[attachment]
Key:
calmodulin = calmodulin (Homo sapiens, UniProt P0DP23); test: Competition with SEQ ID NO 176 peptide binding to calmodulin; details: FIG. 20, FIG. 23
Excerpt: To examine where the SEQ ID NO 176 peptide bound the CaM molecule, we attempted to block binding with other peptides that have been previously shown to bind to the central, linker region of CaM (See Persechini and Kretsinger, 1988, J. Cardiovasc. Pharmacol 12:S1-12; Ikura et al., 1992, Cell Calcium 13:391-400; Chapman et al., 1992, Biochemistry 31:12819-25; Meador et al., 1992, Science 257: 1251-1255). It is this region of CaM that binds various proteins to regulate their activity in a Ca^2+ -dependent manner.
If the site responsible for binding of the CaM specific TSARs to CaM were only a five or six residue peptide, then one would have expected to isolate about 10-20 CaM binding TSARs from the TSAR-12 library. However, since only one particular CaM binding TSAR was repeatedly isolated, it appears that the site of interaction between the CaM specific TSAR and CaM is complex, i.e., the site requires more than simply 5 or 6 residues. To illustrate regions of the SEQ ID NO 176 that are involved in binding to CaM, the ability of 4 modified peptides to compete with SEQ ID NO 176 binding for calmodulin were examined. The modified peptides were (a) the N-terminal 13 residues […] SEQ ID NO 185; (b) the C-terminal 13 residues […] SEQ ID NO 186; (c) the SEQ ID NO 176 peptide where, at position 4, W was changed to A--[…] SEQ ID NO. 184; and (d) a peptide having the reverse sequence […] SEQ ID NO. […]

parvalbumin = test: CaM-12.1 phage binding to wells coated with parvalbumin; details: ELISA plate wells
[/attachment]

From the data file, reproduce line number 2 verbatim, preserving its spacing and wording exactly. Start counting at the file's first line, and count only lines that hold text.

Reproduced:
calmodulin = calmodulin (Homo sapiens, UniProt P0DP23); test: Competition with SEQ ID NO 176 peptide binding to calmodulin; details: FIG. 20, FIG. 23